PV Crystalox (LON:PVCS) Comes Back From the Dead

This is a guest post by Net Net Hunter Member Nathan Young and the views expressed here may or may not reflect the views of anybody else at Net Net Hunter.

In the fall of 2015, PV Crystalox’s operations couldn’t have looked more desperate.

The loss per share was the greatest the firm had ever seen, China was dumping solar wafers on the markets, the company was locked into a contract to purchase raw materials at above market prices, which was chewing up cash. To top it off, the company had just ran a negative €15.6 million operating cash flow.

Management’s letter to shareholders was somber, reflecting the dark period the firm was in. Survival of the company was in question, and to sort out whether the business should continue as a going concern they pushed forward with a comprehensive strategic review.

Average investors ignore investor psychology, creating opportunity for value investors. Fight or flight drives people from troubled firms and fear of regret causes others to chase hot stocks. Assumptions of PV Crystalox’s coming bankruptcy intimidated people, but significant value was present and management was conserving cash. This was a crucial move, but investors focused on the firm’s large accounting losses, fearing total loss of principle. Understanding investor psychology can really boost your returns. 

PV Crystalox was unprofitable, but it was far from sliding into bankruptcy. In fact, the stock was a major investment opportunity because it was priced below net liquid assets and debt was minimal. In early 2015, the stock was priced at just 33% of net current asset value - a massive 66% discount to liquidation value. This liquidation value was stable, as well, posting a very small burn rate form year to year. From 2014 to 2015 management reduced current liabilities by €14 Million, and almost a complete reduction of non-current liabilities. Minimal debt ensured that, if the company liquidated, more money would be going to investors. To top it off, the firm was losing less money year over year and was nearly breaking even.

It was clear that PV Crystalox had huge upside potential but risks remained. A well-run company should withstand a rough economic situation and management seemed to be taking the steps needed to save the business. Given how bleak the macro environment looked in the solar industry, the shares had been beaten down to ridiculously low levels. While there was no guarantee that losses wouldn’t increase, of that the firm’s liquidation value wouldn’t erode, investors would have been able to profit no matter what the strategic review found. Management already had a habit of returning capital it didn’t need back to shareholders, so if management found that the business wasn’t viable as a going concern, they would wind up the business and distribute the liquidation value to shareholders. On the other hand, if they found that they could run the business profitably going forward, profitability would return and the company’s shares would surge. In either case, shareholders buying in at the stock’s massive 2/3rds discount to liquidation value were likely to see their stake rise as much as 200%.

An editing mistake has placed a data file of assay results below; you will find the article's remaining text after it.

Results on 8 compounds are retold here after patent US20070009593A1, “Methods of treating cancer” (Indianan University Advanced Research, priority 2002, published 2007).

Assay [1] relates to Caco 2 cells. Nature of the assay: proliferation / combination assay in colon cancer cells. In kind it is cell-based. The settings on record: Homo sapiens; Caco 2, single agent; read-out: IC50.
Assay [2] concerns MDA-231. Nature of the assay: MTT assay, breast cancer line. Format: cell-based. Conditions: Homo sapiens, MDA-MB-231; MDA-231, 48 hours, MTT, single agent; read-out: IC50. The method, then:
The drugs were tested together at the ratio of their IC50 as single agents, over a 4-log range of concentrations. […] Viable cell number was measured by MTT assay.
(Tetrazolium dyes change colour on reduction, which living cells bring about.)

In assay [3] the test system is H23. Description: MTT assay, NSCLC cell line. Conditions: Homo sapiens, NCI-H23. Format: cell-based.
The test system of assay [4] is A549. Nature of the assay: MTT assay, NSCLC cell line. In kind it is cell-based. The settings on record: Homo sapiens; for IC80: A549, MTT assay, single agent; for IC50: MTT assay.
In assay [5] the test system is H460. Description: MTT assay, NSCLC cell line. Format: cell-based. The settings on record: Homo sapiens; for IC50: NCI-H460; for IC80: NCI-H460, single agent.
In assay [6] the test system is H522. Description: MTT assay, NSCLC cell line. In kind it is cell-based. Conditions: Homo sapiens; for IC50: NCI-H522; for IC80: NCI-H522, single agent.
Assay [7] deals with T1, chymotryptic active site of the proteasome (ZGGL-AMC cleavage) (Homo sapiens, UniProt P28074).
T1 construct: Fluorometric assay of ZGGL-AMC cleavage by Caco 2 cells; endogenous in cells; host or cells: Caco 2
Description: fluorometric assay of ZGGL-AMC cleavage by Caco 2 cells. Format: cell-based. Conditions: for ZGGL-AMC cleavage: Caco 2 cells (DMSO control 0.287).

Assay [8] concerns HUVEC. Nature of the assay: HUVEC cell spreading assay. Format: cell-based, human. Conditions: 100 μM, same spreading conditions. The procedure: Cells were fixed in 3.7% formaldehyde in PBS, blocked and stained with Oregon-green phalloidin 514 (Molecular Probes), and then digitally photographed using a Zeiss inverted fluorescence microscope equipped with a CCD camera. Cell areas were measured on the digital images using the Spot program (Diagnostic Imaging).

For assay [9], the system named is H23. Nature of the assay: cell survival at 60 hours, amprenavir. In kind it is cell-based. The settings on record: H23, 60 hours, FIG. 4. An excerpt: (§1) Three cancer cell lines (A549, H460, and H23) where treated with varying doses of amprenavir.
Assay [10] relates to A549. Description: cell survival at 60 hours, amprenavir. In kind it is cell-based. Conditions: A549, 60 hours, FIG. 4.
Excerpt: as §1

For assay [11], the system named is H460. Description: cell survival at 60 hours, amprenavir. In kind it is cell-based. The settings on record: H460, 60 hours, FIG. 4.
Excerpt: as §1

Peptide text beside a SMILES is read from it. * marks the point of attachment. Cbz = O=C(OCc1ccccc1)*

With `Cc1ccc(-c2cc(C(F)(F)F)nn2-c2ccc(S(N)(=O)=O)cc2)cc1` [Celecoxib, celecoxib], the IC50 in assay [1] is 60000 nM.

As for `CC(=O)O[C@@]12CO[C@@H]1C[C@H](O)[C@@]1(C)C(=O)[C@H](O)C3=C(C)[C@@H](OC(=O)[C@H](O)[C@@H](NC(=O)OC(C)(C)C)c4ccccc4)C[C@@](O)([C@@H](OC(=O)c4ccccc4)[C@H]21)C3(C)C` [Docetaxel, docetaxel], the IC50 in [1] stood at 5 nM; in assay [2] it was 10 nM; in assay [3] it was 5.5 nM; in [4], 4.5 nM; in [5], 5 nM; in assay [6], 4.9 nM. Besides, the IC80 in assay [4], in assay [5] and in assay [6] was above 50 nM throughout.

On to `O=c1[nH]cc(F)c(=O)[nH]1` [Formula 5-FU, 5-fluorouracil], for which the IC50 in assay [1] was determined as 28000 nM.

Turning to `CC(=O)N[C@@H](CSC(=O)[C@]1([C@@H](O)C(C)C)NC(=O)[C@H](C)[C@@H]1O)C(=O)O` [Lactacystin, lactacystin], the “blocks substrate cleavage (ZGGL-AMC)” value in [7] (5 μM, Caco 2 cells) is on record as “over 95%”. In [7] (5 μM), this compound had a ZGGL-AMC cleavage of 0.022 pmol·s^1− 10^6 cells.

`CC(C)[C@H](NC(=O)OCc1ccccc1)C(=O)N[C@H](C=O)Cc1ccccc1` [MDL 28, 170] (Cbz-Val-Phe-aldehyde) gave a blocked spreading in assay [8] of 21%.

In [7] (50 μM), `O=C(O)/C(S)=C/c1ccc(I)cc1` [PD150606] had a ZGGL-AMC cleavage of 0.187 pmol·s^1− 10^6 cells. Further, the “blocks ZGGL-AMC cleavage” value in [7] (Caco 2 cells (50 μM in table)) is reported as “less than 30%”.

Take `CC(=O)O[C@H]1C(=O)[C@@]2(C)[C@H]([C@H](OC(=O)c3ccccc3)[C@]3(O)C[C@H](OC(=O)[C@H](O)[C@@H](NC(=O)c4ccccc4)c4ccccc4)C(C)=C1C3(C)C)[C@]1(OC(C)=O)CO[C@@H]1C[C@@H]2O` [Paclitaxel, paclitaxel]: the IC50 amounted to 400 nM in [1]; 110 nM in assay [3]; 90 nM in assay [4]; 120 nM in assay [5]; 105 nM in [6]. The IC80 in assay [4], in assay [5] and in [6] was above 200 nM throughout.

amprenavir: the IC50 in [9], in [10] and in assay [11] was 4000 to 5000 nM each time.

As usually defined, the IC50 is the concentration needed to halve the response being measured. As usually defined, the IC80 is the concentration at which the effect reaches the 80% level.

PV Crystalox Plant

In early 2016, a crack of light appeared on the horizon. Management, reached a mutual agreement to end the hugely damaging fixed price purchase agreement with their supplier of polysilicon, which freed up cash. A large driver of operating losses that the company was subjected to was now eliminated. Management also decided to shut down an under-utilized wafer factory in Japan, refocusing on their plant in Germany where conditions were more favorable. Over the next 3 months, net cash increased €12.1 Million.